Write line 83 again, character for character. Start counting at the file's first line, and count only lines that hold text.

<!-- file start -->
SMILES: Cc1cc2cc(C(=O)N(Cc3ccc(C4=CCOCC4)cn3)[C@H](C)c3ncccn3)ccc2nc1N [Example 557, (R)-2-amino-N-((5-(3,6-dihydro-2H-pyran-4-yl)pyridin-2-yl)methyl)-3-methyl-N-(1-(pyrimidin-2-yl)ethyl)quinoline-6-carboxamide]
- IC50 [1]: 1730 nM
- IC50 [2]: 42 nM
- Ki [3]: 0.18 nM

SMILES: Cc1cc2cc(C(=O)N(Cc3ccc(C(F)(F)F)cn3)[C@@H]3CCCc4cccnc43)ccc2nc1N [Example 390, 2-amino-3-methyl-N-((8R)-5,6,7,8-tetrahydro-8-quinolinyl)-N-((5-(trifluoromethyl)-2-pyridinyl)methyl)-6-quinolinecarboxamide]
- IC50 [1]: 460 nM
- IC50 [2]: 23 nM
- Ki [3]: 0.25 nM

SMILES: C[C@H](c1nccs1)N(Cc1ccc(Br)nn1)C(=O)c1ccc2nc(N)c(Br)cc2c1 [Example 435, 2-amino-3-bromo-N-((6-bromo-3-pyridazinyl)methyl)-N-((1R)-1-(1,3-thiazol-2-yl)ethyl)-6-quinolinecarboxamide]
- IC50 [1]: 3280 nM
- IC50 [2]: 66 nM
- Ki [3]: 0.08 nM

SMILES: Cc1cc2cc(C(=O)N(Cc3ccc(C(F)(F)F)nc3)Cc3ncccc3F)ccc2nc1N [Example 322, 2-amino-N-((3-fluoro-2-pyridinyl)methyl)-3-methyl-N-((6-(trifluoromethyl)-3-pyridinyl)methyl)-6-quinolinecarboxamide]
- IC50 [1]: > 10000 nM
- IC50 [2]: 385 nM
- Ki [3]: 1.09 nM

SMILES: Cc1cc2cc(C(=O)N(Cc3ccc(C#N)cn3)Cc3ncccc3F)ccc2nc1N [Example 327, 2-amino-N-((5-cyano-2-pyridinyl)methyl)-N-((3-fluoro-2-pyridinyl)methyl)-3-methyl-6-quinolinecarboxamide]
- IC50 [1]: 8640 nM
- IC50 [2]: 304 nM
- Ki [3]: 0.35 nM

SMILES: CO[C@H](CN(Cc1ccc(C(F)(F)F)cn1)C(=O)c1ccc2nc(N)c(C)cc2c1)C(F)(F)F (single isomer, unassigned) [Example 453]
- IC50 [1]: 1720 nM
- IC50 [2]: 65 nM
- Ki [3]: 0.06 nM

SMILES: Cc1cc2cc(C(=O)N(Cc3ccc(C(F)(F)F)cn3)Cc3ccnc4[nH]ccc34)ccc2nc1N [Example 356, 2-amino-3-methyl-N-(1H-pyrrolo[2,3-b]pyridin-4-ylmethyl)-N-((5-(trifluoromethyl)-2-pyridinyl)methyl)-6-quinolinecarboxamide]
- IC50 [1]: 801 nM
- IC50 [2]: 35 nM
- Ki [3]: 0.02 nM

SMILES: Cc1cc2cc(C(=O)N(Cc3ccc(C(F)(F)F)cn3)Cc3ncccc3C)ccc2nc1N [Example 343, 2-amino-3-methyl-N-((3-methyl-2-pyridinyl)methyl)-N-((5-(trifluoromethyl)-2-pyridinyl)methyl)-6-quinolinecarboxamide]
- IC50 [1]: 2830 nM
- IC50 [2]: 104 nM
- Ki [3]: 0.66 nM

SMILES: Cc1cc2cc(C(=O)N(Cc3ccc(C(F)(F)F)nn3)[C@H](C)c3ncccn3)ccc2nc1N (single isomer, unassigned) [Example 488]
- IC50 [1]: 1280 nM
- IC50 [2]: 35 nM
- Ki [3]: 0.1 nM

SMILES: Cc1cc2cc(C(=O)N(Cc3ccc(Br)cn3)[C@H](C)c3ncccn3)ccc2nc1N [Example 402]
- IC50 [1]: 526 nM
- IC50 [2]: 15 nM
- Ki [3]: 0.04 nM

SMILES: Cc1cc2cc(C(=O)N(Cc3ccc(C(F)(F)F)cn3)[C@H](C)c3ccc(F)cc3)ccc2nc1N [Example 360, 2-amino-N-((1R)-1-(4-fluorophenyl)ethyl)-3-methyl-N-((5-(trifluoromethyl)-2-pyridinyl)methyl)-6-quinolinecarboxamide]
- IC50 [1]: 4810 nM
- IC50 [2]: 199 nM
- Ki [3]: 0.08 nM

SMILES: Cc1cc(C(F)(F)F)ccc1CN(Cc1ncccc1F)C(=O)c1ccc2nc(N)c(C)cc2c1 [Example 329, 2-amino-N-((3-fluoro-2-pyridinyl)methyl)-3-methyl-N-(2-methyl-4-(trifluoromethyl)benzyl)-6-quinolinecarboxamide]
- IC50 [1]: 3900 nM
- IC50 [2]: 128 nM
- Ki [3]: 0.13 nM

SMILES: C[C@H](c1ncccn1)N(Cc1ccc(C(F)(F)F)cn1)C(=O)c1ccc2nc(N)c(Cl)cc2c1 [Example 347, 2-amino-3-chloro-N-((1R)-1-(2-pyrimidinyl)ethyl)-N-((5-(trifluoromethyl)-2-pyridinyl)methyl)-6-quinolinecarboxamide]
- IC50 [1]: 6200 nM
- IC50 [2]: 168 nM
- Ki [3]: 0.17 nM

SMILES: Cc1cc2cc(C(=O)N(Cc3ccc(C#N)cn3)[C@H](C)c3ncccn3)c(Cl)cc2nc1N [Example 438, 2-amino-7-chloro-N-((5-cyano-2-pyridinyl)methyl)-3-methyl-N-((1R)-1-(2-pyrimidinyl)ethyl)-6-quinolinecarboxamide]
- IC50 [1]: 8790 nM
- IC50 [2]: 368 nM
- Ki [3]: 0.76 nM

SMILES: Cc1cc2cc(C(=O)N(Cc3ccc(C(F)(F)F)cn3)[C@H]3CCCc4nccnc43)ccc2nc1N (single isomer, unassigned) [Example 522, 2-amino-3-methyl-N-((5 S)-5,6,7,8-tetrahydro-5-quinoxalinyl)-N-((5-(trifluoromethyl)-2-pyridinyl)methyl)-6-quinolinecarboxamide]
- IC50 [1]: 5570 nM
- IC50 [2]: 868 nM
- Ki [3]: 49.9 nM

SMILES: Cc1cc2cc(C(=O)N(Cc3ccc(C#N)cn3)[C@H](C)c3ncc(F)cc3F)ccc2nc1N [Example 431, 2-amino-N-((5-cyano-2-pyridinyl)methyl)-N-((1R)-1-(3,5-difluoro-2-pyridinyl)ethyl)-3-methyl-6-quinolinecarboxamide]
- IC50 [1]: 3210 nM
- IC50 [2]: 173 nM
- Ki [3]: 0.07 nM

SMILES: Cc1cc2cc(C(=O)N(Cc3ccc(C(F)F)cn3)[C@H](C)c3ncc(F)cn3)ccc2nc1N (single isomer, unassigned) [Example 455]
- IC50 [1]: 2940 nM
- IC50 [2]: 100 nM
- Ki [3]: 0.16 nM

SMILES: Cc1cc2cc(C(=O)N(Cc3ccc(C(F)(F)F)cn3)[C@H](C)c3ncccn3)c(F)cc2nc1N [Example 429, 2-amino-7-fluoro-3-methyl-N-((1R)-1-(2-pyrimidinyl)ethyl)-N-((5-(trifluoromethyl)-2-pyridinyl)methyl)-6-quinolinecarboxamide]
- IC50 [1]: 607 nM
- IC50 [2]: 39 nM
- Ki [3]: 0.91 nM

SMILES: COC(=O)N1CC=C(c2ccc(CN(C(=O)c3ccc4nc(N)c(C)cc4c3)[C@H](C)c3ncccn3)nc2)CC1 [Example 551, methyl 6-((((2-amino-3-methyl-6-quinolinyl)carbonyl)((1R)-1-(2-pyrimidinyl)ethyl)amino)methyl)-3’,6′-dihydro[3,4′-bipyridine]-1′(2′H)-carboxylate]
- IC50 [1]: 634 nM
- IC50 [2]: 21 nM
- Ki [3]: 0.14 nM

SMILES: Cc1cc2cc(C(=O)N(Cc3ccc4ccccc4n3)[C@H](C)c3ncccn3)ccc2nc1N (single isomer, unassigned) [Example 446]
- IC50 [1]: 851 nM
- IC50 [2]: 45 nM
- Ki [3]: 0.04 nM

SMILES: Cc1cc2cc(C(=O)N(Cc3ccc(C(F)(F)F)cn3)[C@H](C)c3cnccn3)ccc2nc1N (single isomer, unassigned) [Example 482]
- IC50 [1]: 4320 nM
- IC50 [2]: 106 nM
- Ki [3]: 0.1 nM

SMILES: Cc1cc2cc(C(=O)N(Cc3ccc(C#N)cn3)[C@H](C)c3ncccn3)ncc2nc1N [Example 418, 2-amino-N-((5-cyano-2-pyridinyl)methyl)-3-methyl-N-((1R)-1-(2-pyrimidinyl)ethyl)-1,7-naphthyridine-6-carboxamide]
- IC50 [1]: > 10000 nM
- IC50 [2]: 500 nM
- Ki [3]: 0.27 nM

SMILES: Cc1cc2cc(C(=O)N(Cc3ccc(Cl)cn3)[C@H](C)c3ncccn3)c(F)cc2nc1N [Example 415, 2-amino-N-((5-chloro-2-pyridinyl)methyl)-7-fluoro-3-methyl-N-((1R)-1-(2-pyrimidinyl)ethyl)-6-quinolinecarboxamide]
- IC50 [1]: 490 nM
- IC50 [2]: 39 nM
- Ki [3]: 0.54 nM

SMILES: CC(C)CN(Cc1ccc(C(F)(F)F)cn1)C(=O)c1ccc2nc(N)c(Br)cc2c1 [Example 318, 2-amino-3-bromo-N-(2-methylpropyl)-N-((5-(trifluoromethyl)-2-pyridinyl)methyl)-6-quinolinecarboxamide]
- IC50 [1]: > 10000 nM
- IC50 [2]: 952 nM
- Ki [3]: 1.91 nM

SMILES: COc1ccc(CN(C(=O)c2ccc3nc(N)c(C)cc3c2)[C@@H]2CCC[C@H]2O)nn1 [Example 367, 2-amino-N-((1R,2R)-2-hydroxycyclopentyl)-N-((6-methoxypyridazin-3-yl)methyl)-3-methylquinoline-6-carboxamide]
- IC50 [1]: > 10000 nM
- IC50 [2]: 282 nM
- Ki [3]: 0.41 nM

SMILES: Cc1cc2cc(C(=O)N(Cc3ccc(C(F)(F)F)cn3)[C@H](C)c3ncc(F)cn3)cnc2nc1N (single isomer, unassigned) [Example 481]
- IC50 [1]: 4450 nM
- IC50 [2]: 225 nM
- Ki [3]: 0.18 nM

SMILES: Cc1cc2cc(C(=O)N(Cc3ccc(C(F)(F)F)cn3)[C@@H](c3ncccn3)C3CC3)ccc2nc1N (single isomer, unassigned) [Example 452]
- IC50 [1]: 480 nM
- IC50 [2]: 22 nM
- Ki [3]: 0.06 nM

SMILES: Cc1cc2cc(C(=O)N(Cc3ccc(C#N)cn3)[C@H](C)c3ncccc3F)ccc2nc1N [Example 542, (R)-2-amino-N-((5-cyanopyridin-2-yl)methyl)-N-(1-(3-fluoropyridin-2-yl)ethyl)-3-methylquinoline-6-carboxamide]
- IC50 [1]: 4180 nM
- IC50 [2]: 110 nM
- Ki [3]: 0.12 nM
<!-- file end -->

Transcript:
- IC50 [2]: 106 nM